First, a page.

Olympic games lanes could be suspended

Sports Minister Hugh Robertson says contingency plans will be in place in the event of "complete gridlock" in London

Related Stories

Priority lanes for Olympic athletes and officials could be suspended if London grinds to a halt.

Speaking to the BBC's Sunday Politics London, Sport Minister Hugh Robertson said the authorities have plans to lift the restrictions on the Olympic Games Lanes if there is gridlock.

There will be 30 miles of Games Lanes in London forming part of the Olympic Route Network (ORN) linking venues.

Shadow Olympics minister Tessa Jowell described the plans as "sensible".

Asked about the possibility of lifting restrictions, Mr Robertson told the programme: "The best advice to anybody who is thinking of travelling into central London over the Olympic period, is if you're thinking of driving into central London, please don't.

"If the whole of London grinds to an absolute halt, nobody can move anywhere, I don't think that is going to happen by the way, but if it were to, of course we would look at the plans, you'd have to be foolish not to."

'Bonus'

On the same programme, former Commander of British forces in Bosnia, Conservative MP Bob Stewart, called for troops being called into help in the Olympic Games to be given a bonus.

It was announced on Wednesday that an extra 3,500 servicemen will be needed to help with security for the games because private contractor G4S did not have enough trained security staff.

Speaking about proposed strikes by bus drivers, Mr Stewart said: "Have you ever thought, bus drivers, whether the military who have bought in to help sort out this situation should get a bonus as well for doing it? They won't get a bonus.

London 2012 - One extraordinary year

London 2012 One extraordinary year graphic

"They will be delighted to come in to sort out the problem and actually, quite frankly, I ask the bus drivers, stop this, we've got to make this a great event, sort it out as fast as possible.

"The military have been put on standby. That's what the military have to do. That's what the military are there for, and as I said, it would be jolly nice if they could get a bonus, but they won't."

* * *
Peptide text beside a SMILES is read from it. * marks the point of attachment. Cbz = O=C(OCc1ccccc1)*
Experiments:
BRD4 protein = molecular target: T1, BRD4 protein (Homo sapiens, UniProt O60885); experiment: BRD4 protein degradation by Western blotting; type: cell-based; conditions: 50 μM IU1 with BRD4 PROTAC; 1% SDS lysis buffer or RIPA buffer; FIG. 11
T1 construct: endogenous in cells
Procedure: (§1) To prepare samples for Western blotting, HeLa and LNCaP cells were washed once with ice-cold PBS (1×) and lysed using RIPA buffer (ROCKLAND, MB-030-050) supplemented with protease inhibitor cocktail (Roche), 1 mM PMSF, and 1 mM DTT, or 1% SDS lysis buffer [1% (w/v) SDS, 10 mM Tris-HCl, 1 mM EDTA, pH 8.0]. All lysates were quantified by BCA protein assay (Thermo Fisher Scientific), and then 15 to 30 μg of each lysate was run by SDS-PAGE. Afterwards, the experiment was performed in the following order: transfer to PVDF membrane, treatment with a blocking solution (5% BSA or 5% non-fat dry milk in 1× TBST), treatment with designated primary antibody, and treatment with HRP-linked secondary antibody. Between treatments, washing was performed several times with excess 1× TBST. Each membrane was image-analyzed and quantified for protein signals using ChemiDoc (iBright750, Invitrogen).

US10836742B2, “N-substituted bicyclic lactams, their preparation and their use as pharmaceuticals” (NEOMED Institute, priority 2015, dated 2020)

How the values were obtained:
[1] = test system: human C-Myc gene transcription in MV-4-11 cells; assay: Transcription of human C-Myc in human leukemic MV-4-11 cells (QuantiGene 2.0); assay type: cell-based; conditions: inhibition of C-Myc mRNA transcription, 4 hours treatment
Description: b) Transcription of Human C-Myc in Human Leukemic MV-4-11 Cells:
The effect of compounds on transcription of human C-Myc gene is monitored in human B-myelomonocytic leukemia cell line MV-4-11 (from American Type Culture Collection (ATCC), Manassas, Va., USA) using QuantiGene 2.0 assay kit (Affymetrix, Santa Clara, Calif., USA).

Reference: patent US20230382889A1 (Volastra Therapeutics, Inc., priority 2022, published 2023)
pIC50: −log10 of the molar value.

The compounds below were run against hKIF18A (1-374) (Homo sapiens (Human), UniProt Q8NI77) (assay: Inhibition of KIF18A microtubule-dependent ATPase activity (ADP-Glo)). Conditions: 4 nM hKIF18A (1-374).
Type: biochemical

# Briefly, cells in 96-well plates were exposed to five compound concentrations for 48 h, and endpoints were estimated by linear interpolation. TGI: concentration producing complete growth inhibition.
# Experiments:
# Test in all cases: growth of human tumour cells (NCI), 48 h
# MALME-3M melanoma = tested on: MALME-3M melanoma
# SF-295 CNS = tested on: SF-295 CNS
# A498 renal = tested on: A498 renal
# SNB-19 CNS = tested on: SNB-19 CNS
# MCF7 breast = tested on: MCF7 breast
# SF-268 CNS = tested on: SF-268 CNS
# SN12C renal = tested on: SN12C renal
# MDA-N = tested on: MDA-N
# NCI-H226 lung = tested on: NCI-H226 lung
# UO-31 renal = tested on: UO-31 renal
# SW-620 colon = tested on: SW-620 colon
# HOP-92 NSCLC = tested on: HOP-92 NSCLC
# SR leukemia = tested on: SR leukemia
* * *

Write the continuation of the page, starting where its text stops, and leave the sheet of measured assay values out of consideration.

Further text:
It comes as Lord Coe, the London 2012 organising committee chairman, told BBC the Olympics isn't in "crisis" following a week in which the organisers have had to wrestle with the G4S security issues and transport problems, with the part closure of the M4.

'Crisis'

In his first comments since extra troops were brought in to staff Olympic venues, Lord Coe said: "The Games isn't in crisis. This is a seven year project, every day is a challenge.

"Don't run away with the idea that this is a walk in the park. If it were a walk in the park everyone would be doing it."

He said Locog, the Olympic organisers, had recognised the security issue and said it was a "prudent and judicious" decision to act quickly to bring in the military.

He insisted that now was not the time to feel let down or blame people.

The chairman and chief executive of G4S have been called to give evidence to the Home Affairs Select Committee on Tuesday.

In addition, the Home Office, the Department for Culture Media and Sport, Locog and G4S have all been asked to appear before the Public Accounts Committee in September to explain the G4S situation.

The Sunday Politics was broadcast on BBC1 on Sunday 15 July at 12.00 BST.

More on This Story

Related Stories

More Politics stories

RSS

Features

  • ScissorsWithout Scotland?

    How might things change for the rest of the UK


  • VigoroAnyone for Vigoro?

    The bizarre Edwardian attempt to merge tennis and cricket


  • Payton McKinnonKilling heat

    Why so many American children die in hot cars


  • Dr Mahinder Watsa Dr Sex

    The wisecracking 90-year-old whose agony column is a cult hit


  • Prince George and the Duke and Duchess of Cambridge outside St Mary'sIn pictures

    Prince George has had an eventful first year


BBC © 2014 The BBC is not responsible for the content of external sites. Read more.

This page is best viewed in an up-to-date web browser with style sheets (CSS) enabled. While you will be able to view the content of this page in your current browser, you will not be able to get the full visual experience. Please consider upgrading your browser software or enabling style sheets (CSS) if you are able to do so.